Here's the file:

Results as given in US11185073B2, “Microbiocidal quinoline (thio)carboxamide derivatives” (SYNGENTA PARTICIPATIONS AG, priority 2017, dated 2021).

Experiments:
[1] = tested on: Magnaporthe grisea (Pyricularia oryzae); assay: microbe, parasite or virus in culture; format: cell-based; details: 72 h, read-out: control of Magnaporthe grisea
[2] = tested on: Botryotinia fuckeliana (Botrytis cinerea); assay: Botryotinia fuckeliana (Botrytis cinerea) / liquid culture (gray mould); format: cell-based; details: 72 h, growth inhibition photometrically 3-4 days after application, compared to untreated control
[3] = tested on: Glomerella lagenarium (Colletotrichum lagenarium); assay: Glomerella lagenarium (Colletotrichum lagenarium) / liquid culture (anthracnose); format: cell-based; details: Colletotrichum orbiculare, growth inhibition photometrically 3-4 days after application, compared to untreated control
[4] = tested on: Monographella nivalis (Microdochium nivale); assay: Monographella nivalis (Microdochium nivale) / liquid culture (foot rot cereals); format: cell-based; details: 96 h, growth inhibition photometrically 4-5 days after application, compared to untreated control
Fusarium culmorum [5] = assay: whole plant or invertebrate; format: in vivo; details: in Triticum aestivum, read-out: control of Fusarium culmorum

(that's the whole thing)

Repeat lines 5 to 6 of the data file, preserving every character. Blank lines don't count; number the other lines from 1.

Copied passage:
[3] = tested on: Glomerella lagenarium (Colletotrichum lagenarium); assay: Glomerella lagenarium (Colletotrichum lagenarium) / liquid culture (anthracnose); format: cell-based; details: Colletotrichum orbiculare, growth inhibition photometrically 3-4 days after application, compared to untreated control
[4] = tested on: Monographella nivalis (Microdochium nivale); assay: Monographella nivalis (Microdochium nivale) / liquid culture (foot rot cereals); format: cell-based; details: 96 h, growth inhibition photometrically 4-5 days after application, compared to untreated control